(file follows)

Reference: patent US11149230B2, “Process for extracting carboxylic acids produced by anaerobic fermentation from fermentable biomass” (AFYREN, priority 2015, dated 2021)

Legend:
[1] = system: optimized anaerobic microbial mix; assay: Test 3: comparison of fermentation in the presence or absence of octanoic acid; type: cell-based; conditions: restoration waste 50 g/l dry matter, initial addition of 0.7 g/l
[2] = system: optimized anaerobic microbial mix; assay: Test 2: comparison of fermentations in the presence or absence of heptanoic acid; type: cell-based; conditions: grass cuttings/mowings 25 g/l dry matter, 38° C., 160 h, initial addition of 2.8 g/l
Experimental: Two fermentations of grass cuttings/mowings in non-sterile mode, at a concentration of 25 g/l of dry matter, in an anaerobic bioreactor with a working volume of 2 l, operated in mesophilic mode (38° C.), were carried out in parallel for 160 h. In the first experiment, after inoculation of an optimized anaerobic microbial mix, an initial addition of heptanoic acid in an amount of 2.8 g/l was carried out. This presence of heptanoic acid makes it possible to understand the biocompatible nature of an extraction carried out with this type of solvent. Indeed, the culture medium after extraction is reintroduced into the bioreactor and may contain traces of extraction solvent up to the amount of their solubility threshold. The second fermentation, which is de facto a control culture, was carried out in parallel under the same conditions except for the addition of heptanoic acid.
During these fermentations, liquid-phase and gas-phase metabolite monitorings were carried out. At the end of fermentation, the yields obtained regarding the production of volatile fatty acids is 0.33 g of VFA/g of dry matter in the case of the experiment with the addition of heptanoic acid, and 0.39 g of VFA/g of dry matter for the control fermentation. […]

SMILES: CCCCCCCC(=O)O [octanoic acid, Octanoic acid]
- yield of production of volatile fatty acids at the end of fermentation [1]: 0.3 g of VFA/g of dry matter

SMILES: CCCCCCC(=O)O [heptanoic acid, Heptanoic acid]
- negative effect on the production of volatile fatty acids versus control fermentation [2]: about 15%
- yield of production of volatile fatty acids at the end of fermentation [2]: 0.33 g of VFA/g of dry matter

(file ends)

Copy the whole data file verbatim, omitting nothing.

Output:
Reference: patent US11149230B2, “Process for extracting carboxylic acids produced by anaerobic fermentation from fermentable biomass” (AFYREN, priority 2015, dated 2021)

Legend:
[1] = system: optimized anaerobic microbial mix; assay: Test 3: comparison of fermentation in the presence or absence of octanoic acid; type: cell-based; conditions: restoration waste 50 g/l dry matter, initial addition of 0.7 g/l
[2] = system: optimized anaerobic microbial mix; assay: Test 2: comparison of fermentations in the presence or absence of heptanoic acid; type: cell-based; conditions: grass cuttings/mowings 25 g/l dry matter, 38° C., 160 h, initial addition of 2.8 g/l
Experimental: Two fermentations of grass cuttings/mowings in non-sterile mode, at a concentration of 25 g/l of dry matter, in an anaerobic bioreactor with a working volume of 2 l, operated in mesophilic mode (38° C.), were carried out in parallel for 160 h. In the first experiment, after inoculation of an optimized anaerobic microbial mix, an initial addition of heptanoic acid in an amount of 2.8 g/l was carried out. This presence of heptanoic acid makes it possible to understand the biocompatible nature of an extraction carried out with this type of solvent. Indeed, the culture medium after extraction is reintroduced into the bioreactor and may contain traces of extraction solvent up to the amount of their solubility threshold. The second fermentation, which is de facto a control culture, was carried out in parallel under the same conditions except for the addition of heptanoic acid.
During these fermentations, liquid-phase and gas-phase metabolite monitorings were carried out. At the end of fermentation, the yields obtained regarding the production of volatile fatty acids is 0.33 g of VFA/g of dry matter in the case of the experiment with the addition of heptanoic acid, and 0.39 g of VFA/g of dry matter for the control fermentation. […]

SMILES: CCCCCCCC(=O)O [octanoic acid, Octanoic acid]
- yield of production of volatile fatty acids at the end of fermentation [1]: 0.3 g of VFA/g of dry matter

SMILES: CCCCCCC(=O)O [heptanoic acid, Heptanoic acid]
- negative effect on the production of volatile fatty acids versus control fermentation [2]: about 15%
- yield of production of volatile fatty acids at the end of fermentation [2]: 0.33 g of VFA/g of dry matter